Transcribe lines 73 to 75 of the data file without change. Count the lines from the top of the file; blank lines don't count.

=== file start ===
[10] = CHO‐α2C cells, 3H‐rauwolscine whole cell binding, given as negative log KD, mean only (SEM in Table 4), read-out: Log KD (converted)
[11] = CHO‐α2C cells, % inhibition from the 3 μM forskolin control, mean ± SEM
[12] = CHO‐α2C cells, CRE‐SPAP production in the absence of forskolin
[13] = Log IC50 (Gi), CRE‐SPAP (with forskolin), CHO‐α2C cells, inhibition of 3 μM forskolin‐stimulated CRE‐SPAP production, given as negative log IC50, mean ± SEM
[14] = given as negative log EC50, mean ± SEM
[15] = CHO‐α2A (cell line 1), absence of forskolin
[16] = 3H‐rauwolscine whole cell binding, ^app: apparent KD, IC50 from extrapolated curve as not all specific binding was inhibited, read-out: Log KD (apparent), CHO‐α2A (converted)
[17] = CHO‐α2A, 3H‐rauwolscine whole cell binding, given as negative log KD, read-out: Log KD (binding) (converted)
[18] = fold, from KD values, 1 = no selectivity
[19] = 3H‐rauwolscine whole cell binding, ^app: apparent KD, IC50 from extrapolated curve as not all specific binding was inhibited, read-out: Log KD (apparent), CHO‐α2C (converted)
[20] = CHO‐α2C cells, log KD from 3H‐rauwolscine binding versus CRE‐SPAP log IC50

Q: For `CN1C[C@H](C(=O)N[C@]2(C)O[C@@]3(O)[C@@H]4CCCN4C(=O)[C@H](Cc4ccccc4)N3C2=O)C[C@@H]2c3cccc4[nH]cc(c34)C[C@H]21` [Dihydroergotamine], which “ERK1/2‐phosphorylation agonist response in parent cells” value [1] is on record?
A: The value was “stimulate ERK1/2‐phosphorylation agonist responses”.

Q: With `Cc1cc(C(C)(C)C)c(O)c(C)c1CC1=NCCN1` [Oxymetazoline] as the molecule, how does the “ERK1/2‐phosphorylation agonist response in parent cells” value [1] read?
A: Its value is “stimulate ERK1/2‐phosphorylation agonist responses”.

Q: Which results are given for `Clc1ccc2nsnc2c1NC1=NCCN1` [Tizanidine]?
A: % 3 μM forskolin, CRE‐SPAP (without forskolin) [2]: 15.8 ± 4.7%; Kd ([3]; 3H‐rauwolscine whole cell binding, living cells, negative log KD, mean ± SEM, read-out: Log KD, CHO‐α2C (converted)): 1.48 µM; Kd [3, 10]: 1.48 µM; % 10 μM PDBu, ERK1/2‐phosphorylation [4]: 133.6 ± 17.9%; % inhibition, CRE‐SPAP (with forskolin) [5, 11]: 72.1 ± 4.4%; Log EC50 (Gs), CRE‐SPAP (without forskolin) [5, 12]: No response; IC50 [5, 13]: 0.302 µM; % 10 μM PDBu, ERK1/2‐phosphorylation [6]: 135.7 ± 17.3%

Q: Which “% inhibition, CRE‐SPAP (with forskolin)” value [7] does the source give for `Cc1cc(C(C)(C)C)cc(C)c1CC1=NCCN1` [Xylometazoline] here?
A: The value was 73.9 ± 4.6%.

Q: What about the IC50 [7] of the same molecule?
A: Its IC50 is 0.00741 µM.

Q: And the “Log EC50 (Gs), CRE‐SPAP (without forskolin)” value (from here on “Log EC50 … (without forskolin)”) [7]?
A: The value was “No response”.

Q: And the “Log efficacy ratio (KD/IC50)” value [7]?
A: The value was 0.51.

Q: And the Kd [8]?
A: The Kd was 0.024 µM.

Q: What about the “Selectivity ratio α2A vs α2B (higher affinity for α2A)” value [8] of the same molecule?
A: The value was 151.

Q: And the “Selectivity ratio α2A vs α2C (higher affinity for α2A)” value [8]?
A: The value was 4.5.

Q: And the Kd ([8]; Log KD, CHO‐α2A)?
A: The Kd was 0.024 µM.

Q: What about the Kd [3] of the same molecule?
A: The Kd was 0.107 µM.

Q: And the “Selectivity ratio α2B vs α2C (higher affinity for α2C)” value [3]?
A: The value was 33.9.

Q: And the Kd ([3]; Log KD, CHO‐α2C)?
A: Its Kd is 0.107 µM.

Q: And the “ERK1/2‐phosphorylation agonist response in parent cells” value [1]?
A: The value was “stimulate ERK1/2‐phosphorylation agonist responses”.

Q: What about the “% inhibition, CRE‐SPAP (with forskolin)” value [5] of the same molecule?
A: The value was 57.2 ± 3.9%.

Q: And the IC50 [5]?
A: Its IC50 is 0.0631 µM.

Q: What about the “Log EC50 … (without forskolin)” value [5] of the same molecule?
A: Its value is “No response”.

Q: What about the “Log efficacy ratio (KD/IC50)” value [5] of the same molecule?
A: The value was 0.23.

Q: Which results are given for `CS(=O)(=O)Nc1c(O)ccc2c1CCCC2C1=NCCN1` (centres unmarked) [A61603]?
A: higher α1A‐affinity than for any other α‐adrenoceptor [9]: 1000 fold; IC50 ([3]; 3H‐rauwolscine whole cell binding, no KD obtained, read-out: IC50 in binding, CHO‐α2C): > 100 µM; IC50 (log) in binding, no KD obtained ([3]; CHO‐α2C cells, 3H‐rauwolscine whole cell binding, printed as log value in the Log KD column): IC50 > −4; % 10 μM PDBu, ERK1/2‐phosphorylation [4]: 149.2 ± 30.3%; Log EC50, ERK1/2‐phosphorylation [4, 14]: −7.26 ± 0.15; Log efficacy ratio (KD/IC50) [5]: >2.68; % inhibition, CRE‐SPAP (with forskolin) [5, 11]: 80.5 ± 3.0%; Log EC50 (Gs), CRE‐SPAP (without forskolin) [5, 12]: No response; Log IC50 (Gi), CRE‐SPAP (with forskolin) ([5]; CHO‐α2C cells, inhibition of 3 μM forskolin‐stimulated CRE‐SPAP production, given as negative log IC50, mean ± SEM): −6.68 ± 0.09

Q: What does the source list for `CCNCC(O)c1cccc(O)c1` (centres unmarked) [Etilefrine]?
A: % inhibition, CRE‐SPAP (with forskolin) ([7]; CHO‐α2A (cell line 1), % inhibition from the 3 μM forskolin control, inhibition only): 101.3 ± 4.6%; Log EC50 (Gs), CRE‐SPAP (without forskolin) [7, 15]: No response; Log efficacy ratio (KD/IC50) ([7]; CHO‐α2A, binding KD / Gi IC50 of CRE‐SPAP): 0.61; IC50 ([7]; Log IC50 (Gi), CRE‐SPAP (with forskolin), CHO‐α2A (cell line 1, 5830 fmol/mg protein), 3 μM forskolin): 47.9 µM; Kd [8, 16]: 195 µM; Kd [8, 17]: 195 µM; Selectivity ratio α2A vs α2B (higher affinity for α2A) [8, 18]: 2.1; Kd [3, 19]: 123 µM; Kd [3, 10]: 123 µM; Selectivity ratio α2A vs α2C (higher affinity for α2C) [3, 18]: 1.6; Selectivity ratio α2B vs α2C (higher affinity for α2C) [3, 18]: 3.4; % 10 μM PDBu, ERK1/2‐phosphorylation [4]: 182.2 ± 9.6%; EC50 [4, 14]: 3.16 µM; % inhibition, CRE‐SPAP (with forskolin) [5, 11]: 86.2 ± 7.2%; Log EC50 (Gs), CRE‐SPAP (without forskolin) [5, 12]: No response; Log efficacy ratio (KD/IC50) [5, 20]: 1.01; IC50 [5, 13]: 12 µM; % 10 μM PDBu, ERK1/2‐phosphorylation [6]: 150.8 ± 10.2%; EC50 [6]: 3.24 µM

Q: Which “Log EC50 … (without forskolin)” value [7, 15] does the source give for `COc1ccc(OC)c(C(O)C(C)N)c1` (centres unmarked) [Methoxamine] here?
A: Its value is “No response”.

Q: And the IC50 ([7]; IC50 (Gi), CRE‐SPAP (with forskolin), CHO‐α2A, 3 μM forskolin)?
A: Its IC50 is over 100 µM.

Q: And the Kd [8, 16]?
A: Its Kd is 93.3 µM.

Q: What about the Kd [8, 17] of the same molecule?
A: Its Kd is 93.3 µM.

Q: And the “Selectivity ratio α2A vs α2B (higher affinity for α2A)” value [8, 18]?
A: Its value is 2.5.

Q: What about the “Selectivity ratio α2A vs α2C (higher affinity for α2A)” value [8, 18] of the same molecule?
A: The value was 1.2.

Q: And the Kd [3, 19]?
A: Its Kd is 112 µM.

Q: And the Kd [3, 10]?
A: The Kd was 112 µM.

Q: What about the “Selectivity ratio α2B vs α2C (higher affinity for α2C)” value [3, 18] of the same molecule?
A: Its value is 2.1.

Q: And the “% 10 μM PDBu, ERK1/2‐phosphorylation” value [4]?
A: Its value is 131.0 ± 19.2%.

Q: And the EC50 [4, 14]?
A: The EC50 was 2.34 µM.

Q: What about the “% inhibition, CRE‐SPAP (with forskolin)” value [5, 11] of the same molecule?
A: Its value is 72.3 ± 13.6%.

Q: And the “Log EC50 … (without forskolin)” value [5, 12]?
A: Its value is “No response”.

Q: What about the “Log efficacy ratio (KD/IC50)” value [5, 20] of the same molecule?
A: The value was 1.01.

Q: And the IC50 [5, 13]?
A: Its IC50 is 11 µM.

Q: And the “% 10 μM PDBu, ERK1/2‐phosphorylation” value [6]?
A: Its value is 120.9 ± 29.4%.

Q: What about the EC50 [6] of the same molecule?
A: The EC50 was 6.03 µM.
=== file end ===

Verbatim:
A: Its value is 131.0 ± 19.2%.

Q: And the EC50 [4, 14]?
A: The EC50 was 2.34 µM.